As the Taliban expand into his old stomping grounds in northern Afghanistan, former warlord General Abdul Rashid Dostum—who boasts of having a Ph.D. in killing militants—is galvanizing legions of devout followers and erstwhile foes for battle.
The fearsome Uzbek general, who holds no formal military post, recently launched an offensive with loud, bellicose declamations against the Taliban, who are making surprising inroads into Faryab province as the insurgency’s center of gravity shifts north from its southern strongholds. But the much-hyped campaign, which saw the vice president in military uniform touring the frontlines in a tank with his two sons, failed to stem the insurgent advance as the Taliban came close to overrunning the provincial capital and besieged major districts.
In a desperate effort to defend his home territory, he is activating private anti-Taliban militias in a risky gambit now commonplace across the embattled north.
More significantly, the battle-hardened general, who has repeatedly switched loyalties over 40 years of conflict, is joining forces with a longtime rival in an unprecedented alliance.
Uzbek militiamen loyal to his Junbish-e-Milli party are fighting alongside and sharing weapons and intelligence with Jamiat-e Islami, the Tajik-dominated party of the other main northern strongman—Atta Mohammad Noor, the powerful governor of Balkh province.
The union of Junbish and Jamiat brings together large bands of armed men who share a bitter history of rivalry and clashes, a potential master stroke in the game of factional Afghan politics that offers the local population new hope of vanquishing the ascendant Taliban. “General Dostum is not an engineer, General Dostum is not a doctor, General Dostum has a Ph.D. in eliminating the Taliban,” the ex-warlord said about himself earlier this year in comments cited in the local media. “I will bring the Taliban to its knees.”
The tactical alliance, whether or not longlasting, is already having a visible impact on the ground. When the Taliban attempted to overrun provincial capital Maimana on the night of Oct. 4—emboldened by their audacious if brief capture of neighboring Kunduz city—the coordination between militiamen from both sides in part helped repel the insurgents. “Before this they fought each other, hurt each other. The result was zero,” said Hafizullah Fetrat, the local head of the Afghan Independent Human Rights Commission. “Their unity has reduced human rights abuses. It gives people hope as they overcome past rivalries to fight a common enemy that is stronger than ever before.”
Dostum, who has a catalogue of war crimes attached to his name, is deified as a hero in Faryab, where the streets are festooned with life-size posters of the mustachioed general. “Many of those posters were taken down on the night the Taliban raided Maimana,” a local resident told AFP, as people hastened to hide or erase anything that could attract the wrath of insurgents who recently pilloried Dostum as a “poor imbecile general.”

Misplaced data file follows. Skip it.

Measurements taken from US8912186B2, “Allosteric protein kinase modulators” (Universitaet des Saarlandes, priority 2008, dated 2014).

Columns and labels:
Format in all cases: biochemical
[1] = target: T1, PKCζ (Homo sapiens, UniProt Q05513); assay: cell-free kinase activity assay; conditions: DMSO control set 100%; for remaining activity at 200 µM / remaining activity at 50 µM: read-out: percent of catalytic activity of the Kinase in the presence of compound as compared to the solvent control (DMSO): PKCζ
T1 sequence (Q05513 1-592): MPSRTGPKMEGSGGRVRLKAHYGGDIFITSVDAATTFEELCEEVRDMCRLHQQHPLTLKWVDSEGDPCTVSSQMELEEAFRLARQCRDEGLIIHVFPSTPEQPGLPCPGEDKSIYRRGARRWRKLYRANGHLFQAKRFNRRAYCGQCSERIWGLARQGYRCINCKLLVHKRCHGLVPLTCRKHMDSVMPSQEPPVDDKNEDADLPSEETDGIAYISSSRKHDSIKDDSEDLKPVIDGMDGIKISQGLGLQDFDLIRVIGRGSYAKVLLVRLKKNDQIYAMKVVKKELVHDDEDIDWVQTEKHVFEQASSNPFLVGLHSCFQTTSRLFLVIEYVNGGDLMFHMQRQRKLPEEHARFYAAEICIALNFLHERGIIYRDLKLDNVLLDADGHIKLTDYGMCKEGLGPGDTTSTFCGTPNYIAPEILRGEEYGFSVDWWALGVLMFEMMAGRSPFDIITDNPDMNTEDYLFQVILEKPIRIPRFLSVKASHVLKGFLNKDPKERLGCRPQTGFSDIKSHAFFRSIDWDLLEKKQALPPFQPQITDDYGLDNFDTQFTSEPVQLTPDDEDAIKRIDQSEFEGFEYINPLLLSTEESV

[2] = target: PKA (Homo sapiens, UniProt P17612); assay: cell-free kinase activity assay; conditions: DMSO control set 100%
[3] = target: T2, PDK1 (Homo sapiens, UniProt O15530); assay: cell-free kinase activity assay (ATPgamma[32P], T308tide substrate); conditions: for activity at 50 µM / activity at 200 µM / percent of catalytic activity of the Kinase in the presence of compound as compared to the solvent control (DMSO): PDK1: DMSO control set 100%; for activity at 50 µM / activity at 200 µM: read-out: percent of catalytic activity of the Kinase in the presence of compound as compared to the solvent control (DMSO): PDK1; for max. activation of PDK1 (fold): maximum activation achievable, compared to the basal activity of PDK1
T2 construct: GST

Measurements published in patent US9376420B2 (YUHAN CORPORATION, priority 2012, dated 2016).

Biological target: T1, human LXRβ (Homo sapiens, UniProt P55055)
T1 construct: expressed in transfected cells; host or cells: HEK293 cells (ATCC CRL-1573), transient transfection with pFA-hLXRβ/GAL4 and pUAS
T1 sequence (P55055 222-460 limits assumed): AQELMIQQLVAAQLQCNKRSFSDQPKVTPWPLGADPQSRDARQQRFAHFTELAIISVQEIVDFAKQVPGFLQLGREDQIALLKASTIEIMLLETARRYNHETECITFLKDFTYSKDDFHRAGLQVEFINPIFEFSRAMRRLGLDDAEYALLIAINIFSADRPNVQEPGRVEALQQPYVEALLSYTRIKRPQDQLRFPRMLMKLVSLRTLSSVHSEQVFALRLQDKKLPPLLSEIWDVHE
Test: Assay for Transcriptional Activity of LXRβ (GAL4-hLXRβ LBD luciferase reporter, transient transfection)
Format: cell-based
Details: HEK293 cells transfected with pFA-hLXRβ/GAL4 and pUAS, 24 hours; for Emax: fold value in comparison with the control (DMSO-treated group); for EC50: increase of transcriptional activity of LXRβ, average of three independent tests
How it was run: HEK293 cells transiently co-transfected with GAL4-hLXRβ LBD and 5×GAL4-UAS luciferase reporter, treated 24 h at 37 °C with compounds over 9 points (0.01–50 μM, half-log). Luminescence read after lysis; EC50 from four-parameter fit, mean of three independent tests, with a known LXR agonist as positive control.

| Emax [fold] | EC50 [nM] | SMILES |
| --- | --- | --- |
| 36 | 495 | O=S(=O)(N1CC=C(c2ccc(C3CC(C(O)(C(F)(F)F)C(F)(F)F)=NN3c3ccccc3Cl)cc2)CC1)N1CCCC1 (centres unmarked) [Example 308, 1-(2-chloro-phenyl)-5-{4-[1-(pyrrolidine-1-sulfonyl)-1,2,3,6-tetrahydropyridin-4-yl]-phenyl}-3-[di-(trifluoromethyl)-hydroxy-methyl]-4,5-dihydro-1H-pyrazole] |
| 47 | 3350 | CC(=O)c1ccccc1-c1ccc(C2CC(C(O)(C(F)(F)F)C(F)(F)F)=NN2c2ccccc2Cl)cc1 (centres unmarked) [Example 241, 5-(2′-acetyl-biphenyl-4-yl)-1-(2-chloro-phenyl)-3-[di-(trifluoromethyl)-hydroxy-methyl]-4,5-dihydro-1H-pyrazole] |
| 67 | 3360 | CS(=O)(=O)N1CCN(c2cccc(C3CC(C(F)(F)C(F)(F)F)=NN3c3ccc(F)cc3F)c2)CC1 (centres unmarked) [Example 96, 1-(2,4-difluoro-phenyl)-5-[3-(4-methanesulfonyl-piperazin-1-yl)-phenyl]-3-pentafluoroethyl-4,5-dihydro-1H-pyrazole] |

“But people have faith that Dostum will save our endangered land. Ordinary people are selling their cattle to buy weapons to fight for him.”
His biggest strength, both supporters and detractors agree, is his ability to inspire an army of supporters across the ethnic divide to fight for him—despite his intimidating personality. “He is a great motivator at a time when morale is sagging,” a Jamiat militia commander told AFP, declining to be named.
He recalled a protest in Maimana in 2008 when dozens of policemen besieged his palatial house in Kabul in a tense standoff, accusing the strongman of assaulting and abducting a rival. As the news spread, crowds multiplied outside the Junbish office. “In 10 minutes there were 150 people; in 20 minutes, 2,000 people; in 30 minutes, 4,000,” the Jamiat commander said. “That really shows the power of Dostum. People worship him.”
Loyalists and civilians in Faryab have almost mythologized the man, who they glorify for rising from extreme poverty to the heights of power. “He is known for frontal attacks on his enemies and showering wealth generously on his people,” said Habibullah Syed, police chief of outlying Andhkoy district.
But his larger-than-life persona belies the extreme barbarities Dostum is well known for, including allegedly allowing hundreds of Taliban prisoners to be suffocated to death in shipping containers in 2001. It also strongly highlights Afghanistan’s warlord culture, where figures like Dostum remain potent and relevant despite a democratically elected government in Kabul.
“Dostum epitomizes a tradition of charismatic ethnic leaders who protect their followers with weapons,” said Brian Williams, author of a biography of Dostum, The Last Warlord. “This tradition co-exists uncomfortably alongside the newer ruling tradition of Western-style technocrats like the English-speaking President Ashraf Ghani. The two represent a fascinating melding of Afghanistan’s provincial tribal past and its centralized governmental present.”